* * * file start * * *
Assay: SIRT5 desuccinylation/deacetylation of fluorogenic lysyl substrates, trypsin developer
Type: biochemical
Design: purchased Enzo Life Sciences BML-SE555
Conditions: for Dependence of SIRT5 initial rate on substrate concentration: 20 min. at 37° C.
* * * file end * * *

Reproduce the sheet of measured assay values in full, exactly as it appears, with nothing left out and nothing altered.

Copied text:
Assay: SIRT5 desuccinylation/deacetylation of fluorogenic lysyl substrates, trypsin developer
Type: biochemical
Design: purchased Enzo Life Sciences BML-SE555
Conditions: for Dependence of SIRT5 initial rate on substrate concentration: 20 min. at 37° C.